The investments come amid a global shortage in semiconductors and decoupling efforts on behalf of Washington and Beijing, sparking a competition to fund global chipmakers amid the tech race.
Taiwan Semiconductor Manufacturing Co (TSMC) announced plans on Thursday to invest $100bn into advanced chipsets for the next three years, citing skyrocketing demand, CNN Business reported on Thursday.
The funds come after the chipmaking firm announced in January it would boost funding for new semiconductors from $25bn to $28bn, up from $17bn from last year.
Industry “megatrends” such as 5G and new computing models would fuel a surge in the semiconductor industry, the company said, adding the ongoing COVID-19 pandemic “accelerates the digitalization in every aspect”, the statement read.
News of the investments triggered a 2 percent rise in the firm’s stocks in Taipei on Thursday.
The comments come after company chairman Mark Liu said at an event on Tuesday rising tech nationalism, namely in the semiconductor industry, were “economically unrealistic”, citing concerns over the ongoing US-China trade war.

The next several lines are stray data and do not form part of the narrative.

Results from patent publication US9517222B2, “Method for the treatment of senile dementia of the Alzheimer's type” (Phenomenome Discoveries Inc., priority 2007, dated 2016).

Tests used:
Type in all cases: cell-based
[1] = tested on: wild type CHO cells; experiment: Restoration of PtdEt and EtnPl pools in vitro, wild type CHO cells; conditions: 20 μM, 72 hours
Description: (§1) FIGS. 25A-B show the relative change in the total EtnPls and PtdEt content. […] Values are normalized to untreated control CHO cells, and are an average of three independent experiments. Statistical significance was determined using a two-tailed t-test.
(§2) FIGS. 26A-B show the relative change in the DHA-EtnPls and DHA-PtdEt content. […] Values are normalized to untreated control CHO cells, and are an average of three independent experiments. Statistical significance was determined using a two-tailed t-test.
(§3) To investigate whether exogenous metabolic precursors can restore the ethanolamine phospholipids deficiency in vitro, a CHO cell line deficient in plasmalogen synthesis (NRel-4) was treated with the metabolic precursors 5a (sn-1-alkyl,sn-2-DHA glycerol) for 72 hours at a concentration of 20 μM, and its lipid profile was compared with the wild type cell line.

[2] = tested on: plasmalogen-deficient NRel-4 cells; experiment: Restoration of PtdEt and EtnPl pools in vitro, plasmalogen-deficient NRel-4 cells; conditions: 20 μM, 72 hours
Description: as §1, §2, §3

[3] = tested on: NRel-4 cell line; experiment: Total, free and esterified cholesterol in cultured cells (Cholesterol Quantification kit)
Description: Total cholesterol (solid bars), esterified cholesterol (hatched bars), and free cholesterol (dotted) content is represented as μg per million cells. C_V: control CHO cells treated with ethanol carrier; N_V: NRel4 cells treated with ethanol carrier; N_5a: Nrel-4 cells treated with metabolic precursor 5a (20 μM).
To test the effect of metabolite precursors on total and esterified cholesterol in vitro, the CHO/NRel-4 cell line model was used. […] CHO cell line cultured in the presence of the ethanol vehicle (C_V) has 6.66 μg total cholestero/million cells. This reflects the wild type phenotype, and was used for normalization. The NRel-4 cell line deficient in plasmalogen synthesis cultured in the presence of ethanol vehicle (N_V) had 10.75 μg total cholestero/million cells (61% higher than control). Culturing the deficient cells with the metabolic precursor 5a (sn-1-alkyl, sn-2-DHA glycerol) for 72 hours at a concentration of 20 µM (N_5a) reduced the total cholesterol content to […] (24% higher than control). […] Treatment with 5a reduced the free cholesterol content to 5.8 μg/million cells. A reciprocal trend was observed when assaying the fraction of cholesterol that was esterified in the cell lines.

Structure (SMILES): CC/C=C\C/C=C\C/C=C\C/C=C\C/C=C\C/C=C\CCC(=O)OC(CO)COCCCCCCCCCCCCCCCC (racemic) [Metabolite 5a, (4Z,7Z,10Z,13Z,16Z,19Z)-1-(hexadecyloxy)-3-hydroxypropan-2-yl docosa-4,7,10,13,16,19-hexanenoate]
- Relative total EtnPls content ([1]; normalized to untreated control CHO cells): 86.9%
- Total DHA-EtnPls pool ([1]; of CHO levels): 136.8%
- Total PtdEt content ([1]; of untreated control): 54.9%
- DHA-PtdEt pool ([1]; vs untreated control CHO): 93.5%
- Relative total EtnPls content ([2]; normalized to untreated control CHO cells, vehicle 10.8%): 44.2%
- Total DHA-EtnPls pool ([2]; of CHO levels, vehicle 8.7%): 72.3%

Tit-for-tat measures in the trade war have lead to a major shortage in chips, namely in automotive, consumer electronics and medical devices, sparking a funding race between China and the United States to boost domestic chip supplies.
China’s State Council announced in May last year it would launch a $1.4tn initiative to decouple from key US technologies such as 5G, green energy, artificial intelligence (AI) and others.
US president Joe Biden also signed an executive order to boost domestic chipmaking capacity in late February.
US chipmaker Intel Corp also announced plans this week to build two fab facilities in Arizona worth $20bn.